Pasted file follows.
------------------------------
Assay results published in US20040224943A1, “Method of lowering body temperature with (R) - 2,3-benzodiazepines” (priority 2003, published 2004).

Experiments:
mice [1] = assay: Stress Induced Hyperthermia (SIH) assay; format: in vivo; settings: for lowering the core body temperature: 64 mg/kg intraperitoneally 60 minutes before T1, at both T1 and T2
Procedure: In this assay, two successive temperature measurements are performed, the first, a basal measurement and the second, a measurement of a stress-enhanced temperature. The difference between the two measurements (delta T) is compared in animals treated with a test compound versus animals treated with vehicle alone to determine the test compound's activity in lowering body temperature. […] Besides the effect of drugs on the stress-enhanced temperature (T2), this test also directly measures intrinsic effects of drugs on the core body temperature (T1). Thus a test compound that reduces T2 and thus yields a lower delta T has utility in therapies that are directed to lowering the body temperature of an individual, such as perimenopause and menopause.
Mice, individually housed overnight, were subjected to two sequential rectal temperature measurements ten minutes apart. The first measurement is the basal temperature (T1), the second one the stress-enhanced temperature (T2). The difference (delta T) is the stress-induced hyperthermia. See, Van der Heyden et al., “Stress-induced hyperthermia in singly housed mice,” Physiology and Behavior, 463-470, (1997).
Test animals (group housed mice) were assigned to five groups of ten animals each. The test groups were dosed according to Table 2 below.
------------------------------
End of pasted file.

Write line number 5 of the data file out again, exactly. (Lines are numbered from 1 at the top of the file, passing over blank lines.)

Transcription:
Mice, individually housed overnight, were subjected to two sequential rectal temperature measurements ten minutes apart. The first measurement is the basal temperature (T1), the second one the stress-enhanced temperature (T2). The difference (delta T) is the stress-induced hyperthermia. See, Van der Heyden et al., “Stress-induced hyperthermia in singly housed mice,” Physiology and Behavior, 463-470, (1997).